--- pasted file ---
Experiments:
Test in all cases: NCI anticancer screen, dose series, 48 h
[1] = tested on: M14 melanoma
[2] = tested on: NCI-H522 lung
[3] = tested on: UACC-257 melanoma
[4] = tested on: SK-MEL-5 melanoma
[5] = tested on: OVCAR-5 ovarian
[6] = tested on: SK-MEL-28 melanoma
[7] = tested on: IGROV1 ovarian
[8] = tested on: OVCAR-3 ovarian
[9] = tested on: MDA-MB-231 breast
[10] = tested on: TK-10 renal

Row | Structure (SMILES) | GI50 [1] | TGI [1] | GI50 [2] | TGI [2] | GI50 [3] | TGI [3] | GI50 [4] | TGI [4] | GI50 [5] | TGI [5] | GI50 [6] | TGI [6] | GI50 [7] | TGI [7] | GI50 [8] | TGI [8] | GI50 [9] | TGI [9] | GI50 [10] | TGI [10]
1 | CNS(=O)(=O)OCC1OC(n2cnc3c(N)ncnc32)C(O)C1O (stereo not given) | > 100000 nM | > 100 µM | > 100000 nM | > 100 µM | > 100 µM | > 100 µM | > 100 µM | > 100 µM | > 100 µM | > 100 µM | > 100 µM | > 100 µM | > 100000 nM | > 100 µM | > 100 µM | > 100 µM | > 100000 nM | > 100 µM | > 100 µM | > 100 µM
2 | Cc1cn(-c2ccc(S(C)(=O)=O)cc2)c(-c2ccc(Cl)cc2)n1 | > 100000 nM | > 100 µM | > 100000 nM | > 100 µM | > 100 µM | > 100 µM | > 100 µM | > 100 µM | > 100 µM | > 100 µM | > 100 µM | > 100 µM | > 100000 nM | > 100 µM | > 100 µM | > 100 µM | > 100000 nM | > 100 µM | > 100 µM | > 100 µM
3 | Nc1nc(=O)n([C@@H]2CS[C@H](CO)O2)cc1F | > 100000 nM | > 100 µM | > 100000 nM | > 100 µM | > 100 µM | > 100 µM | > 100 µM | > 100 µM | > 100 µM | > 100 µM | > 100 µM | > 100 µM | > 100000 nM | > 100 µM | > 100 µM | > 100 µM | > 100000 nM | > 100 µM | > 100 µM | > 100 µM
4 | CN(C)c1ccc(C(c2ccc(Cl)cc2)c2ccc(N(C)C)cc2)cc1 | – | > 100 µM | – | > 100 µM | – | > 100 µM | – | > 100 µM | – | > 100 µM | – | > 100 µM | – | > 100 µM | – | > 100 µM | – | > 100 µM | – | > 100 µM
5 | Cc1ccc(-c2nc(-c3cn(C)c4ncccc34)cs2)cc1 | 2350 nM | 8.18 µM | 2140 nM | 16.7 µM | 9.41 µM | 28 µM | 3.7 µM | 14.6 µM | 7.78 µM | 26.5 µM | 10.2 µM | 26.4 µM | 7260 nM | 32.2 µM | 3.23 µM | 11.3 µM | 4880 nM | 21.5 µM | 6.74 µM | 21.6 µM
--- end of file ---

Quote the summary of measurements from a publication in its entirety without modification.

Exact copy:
Experiments:
Test in all cases: NCI anticancer screen, dose series, 48 h
[1] = tested on: M14 melanoma
[2] = tested on: NCI-H522 lung
[3] = tested on: UACC-257 melanoma
[4] = tested on: SK-MEL-5 melanoma
[5] = tested on: OVCAR-5 ovarian
[6] = tested on: SK-MEL-28 melanoma
[7] = tested on: IGROV1 ovarian
[8] = tested on: OVCAR-3 ovarian
[9] = tested on: MDA-MB-231 breast
[10] = tested on: TK-10 renal

Row | Structure (SMILES) | GI50 [1] | TGI [1] | GI50 [2] | TGI [2] | GI50 [3] | TGI [3] | GI50 [4] | TGI [4] | GI50 [5] | TGI [5] | GI50 [6] | TGI [6] | GI50 [7] | TGI [7] | GI50 [8] | TGI [8] | GI50 [9] | TGI [9] | GI50 [10] | TGI [10]
1 | CNS(=O)(=O)OCC1OC(n2cnc3c(N)ncnc32)C(O)C1O (stereo not given) | > 100000 nM | > 100 µM | > 100000 nM | > 100 µM | > 100 µM | > 100 µM | > 100 µM | > 100 µM | > 100 µM | > 100 µM | > 100 µM | > 100 µM | > 100000 nM | > 100 µM | > 100 µM | > 100 µM | > 100000 nM | > 100 µM | > 100 µM | > 100 µM
2 | Cc1cn(-c2ccc(S(C)(=O)=O)cc2)c(-c2ccc(Cl)cc2)n1 | > 100000 nM | > 100 µM | > 100000 nM | > 100 µM | > 100 µM | > 100 µM | > 100 µM | > 100 µM | > 100 µM | > 100 µM | > 100 µM | > 100 µM | > 100000 nM | > 100 µM | > 100 µM | > 100 µM | > 100000 nM | > 100 µM | > 100 µM | > 100 µM
3 | Nc1nc(=O)n([C@@H]2CS[C@H](CO)O2)cc1F | > 100000 nM | > 100 µM | > 100000 nM | > 100 µM | > 100 µM | > 100 µM | > 100 µM | > 100 µM | > 100 µM | > 100 µM | > 100 µM | > 100 µM | > 100000 nM | > 100 µM | > 100 µM | > 100 µM | > 100000 nM | > 100 µM | > 100 µM | > 100 µM
4 | CN(C)c1ccc(C(c2ccc(Cl)cc2)c2ccc(N(C)C)cc2)cc1 | – | > 100 µM | – | > 100 µM | – | > 100 µM | – | > 100 µM | – | > 100 µM | – | > 100 µM | – | > 100 µM | – | > 100 µM | – | > 100 µM | – | > 100 µM
5 | Cc1ccc(-c2nc(-c3cn(C)c4ncccc34)cs2)cc1 | 2350 nM | 8.18 µM | 2140 nM | 16.7 µM | 9.41 µM | 28 µM | 3.7 µM | 14.6 µM | 7.78 µM | 26.5 µM | 10.2 µM | 26.4 µM | 7260 nM | 32.2 µM | 3.23 µM | 11.3 µM | 4880 nM | 21.5 µM | 6.74 µM | 21.6 µM